Tiredness causes one in six accidents but fitting new cars with a driver fatigue system could improve every motorist’s safety out on the road. If manufacturers were too deeply embed a facial recognition system with the current pre-crash detection technologies, drivers would effectively have a 24/7 co-pilot on their shoulder. A guardian angel ready to react at a nanosecond’s notice.
Since the end of last year, a shortage of lorry drivers has hit our national headlines; there’s a current need for around 45,000 HGV drivers across the UK. The current strain on hauliers means more shifts for already overworked drivers, but there’s a solution to help improve safety, facial recognition.
This current tech can be found in everything from TV’s to smartphones, but now it could help alleviate dangerous instances of truck driver fatigue, helping keep all of us safe on Britain’s roads.
What is facial recognition?
In its most basic form, facial recognition uses cameras to identify a person via their facial features, placement of the eyes, nose, mouth and possibly any other distinguishing features like the hairline.
How does facial recognition work?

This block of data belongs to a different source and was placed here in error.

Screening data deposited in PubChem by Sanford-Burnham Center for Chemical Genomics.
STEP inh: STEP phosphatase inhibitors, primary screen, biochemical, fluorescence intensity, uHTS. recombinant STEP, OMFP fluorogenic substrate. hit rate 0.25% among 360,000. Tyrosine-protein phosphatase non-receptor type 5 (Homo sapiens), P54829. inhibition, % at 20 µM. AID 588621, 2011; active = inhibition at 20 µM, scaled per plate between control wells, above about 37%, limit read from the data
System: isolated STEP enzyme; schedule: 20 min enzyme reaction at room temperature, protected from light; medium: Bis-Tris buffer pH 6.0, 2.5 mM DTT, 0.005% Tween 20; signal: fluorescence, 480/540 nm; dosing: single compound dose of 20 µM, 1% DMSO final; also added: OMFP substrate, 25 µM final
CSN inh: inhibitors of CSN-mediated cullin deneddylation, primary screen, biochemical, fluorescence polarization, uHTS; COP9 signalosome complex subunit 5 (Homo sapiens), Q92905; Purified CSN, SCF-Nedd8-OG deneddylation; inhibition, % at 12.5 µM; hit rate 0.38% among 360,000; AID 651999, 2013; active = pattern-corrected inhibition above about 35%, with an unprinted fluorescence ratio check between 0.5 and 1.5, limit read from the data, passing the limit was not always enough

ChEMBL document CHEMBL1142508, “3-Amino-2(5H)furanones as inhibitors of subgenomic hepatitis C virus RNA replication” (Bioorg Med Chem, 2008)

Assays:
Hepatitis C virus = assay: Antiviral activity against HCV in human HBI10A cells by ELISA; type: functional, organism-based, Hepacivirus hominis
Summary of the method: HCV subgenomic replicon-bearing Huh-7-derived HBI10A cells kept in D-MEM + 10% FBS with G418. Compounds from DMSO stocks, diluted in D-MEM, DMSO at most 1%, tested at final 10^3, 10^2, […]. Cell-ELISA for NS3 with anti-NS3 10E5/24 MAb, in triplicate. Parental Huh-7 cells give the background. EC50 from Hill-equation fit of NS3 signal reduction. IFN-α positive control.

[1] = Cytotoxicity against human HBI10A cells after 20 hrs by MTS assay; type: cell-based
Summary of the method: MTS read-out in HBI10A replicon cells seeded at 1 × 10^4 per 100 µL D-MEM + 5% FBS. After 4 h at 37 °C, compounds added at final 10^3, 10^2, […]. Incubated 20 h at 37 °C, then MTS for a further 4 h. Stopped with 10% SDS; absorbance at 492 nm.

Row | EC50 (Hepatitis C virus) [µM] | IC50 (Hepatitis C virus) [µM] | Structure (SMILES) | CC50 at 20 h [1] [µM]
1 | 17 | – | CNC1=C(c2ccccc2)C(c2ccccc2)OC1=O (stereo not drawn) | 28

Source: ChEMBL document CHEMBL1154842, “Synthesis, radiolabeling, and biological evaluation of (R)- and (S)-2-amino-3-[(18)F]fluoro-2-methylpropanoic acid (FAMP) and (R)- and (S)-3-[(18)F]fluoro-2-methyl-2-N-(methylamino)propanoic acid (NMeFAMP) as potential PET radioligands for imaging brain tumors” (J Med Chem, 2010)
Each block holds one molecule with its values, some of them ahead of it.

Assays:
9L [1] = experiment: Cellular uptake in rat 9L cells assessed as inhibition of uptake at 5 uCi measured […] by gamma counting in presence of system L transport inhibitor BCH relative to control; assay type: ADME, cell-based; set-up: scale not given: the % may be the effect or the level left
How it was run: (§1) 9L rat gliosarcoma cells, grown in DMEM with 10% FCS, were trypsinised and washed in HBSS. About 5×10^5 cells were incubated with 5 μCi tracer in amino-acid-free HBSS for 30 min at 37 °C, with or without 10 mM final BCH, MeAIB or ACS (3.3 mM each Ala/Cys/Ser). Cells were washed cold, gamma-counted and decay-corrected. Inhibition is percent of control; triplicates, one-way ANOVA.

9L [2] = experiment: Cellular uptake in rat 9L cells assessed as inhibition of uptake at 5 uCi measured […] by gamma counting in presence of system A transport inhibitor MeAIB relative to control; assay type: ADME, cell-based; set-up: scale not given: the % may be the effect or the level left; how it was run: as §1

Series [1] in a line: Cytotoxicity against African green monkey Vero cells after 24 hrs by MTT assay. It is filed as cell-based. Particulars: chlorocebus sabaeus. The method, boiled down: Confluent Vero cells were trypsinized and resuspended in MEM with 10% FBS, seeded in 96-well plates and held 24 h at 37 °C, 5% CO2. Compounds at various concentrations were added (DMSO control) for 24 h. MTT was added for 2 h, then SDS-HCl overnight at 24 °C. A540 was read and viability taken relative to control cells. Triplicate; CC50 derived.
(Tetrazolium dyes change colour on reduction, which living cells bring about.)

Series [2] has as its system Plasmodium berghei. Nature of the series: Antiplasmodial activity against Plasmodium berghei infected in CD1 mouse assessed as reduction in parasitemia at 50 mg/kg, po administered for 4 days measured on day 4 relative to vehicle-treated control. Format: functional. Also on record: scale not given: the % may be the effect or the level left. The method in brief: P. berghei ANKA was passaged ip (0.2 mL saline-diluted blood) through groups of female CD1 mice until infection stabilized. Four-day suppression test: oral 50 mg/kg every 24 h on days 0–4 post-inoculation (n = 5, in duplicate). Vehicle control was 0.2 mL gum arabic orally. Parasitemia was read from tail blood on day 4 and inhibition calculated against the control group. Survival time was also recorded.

Camera systems that recognise specific objects were only found in manufacturing up until a few years ago, that was due to the fact they required so much power to feed the hungry processors that churned the data which figured out what each picture was. With the advent of smaller, highly optimised computing chips, image and facial recognition can now be built into pretty much anything.
There are numerous systems on the market, either using 2D or 3D camera setup. Most of the 2D units use two cameras mounted in the dash to give a stereoscopic view of the world in front of them. The 3D systems can utilise a single camera. There are also newer, more modern systems that rely on infrared camera which can see better in low light and night scenarios.
Key Facts and Stats:
- One in six crashes that cause death or injury is due to driver fatigue
- 40% of fatigue-related crashes happen in heavy goods vehicles
- 46% of UK crashes are down to drivers not looking properly
- Most fatigue crashes happen on long journeys taken on monotonous roads, like motorways
- The majority of these tiredness related accidents occur between 2 am and 6 am